The race to become this year's Republican presidential nominee got a little less crowded yesterday as Jon Huntsman, a former Governor of Utah, called it quits and offered his endorsement to Mitt Romney, potentially giving him an important boost before this Saturday's primary election in South Carolina.
Though conservative on fiscal policy, Mr Huntsman had otherwise stood out in the field as a relative moderate who mostly resisted pandering to the right. He maintained his support for civil unions for gays and lesbians, for instance. That – and his time spent recently as President Barack Obama's ambassador to China – made him a non-starter with a broad swath of the party. While he came in a decent third in New Hampshire last week, nationally he has consistently polled in the single digits.
Standing with his wife, father and four daughters on a podium in Myrtle Beach, Mr Huntsman reiterated another theme of his now-defunct campaign – civility on the trail. "The race has degenerated into an onslaught of negative and personal attacks not worthy of the American people," he said, urging the candidates still in the field to lay down their arms. "At its core, the Republican Party is a party of ideas, but the current toxic form of our political discourse does not help our cause."
His endorsement of Mr Romney as the "candidate best equipped to defeat Barack Obama" may help the former Massachusetts Governor, who is looking to make it three in a row with a win in South Carolina. The extra few percentage points of support could be important on Saturday. But wavering conservatives may see Mr Huntsman's endorsement as confirmation that Mr Romney is similarly too close to the centre ideologically to earn their support.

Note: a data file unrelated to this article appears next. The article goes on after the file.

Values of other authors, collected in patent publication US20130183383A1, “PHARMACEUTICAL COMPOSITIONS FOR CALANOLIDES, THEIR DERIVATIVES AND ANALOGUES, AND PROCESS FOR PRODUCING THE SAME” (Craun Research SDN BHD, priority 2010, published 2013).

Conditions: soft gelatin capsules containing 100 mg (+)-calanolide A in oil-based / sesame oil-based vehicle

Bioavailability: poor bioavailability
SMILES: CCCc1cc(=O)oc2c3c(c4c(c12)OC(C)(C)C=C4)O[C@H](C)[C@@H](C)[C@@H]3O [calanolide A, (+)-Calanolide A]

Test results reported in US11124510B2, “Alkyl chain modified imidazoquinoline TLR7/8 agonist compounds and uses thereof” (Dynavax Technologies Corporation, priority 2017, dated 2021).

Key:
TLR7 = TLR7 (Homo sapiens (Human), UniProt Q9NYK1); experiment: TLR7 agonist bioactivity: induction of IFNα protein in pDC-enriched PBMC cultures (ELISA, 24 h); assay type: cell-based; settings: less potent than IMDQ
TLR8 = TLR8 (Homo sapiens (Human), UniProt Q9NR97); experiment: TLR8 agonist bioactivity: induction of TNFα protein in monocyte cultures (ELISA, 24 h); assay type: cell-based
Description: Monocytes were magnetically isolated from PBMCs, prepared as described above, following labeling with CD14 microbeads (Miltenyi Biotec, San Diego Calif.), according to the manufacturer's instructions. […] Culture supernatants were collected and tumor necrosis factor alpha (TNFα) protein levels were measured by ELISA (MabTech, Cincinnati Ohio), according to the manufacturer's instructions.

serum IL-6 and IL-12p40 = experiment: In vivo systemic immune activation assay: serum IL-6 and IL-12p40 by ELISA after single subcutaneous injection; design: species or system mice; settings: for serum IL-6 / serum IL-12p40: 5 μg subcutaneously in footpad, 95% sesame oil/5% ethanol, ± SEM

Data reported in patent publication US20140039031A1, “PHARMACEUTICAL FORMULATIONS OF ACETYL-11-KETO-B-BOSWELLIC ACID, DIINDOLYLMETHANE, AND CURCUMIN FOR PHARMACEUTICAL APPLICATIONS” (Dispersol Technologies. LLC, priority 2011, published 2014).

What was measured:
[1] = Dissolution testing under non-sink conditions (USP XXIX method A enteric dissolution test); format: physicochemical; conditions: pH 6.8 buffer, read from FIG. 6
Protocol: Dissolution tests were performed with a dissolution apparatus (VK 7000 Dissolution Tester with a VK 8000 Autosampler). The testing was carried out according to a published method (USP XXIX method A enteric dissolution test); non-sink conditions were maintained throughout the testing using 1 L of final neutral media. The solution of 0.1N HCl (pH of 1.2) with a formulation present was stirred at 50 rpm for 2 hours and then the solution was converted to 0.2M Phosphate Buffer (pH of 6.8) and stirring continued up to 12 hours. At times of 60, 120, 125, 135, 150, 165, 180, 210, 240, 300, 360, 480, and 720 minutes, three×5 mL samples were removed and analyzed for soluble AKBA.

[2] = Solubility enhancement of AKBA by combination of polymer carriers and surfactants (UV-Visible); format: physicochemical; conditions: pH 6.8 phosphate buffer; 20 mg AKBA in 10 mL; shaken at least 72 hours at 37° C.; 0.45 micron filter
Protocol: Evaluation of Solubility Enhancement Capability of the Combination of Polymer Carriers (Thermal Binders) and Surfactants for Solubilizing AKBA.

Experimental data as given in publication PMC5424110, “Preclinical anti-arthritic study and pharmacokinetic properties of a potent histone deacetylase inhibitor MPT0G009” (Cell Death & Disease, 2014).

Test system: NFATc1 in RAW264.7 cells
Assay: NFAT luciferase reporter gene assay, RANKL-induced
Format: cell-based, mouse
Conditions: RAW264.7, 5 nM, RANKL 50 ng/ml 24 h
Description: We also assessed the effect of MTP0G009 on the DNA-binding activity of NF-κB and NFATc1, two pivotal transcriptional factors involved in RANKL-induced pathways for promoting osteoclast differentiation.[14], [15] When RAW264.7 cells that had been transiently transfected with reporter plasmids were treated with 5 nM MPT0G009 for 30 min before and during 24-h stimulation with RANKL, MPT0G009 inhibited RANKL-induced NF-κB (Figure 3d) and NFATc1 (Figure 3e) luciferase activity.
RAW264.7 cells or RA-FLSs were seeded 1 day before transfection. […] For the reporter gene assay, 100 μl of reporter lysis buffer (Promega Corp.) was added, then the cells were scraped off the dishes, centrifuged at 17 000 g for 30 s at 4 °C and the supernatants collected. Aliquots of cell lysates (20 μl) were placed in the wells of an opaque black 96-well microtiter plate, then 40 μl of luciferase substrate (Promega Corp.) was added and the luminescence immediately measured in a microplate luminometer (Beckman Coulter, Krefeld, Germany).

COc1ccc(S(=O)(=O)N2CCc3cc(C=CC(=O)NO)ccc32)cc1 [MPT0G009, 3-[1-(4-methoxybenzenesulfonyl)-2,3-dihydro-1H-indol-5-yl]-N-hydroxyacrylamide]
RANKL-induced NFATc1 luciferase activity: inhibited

There are now five competitors remaining with three among them – Rick Santorum, Newt Gingrich and Rick Perry – battling for the conservative vote in the knowledge that the only way Mr Romney will be stopped is if just one of them emerges as the conservative alternative in the state, where Republican ranks are heavy with evangelical Christians. Mr Perry, the Governor of Texas, looks the most vulnerable and might be forced out of the race after this weekend, when the focus shifts to the Florida primary.
"It narrows down the field and I think the next five or six days are going to tell the tale," Mr Gingrich said of Mr Huntsman's departure. "If the conservatives consolidate, it's clear that I'll beat Romney. The next five days are going to be wild. Really, the test here is really simple: if the conservatives consolidate, Romney loses decisively. If they don't consolidate, it's going to be very close."
Mr Santorum, a former US Senator in Pennsylvania with staunch social-conservative views, said only that he had been expecting Mr Huntsman to throw in the towel earlier. As for the Romney endorsement, he was dismissive: "Moderates are backing moderates... no surprise there."
The remaining candidates, including libertarian Ron Paul, who looks unlikely to repeat his second-place finish from New Hampshire in South Carolina, were to engage in a live television debate last night. Another debate is set for Thursday.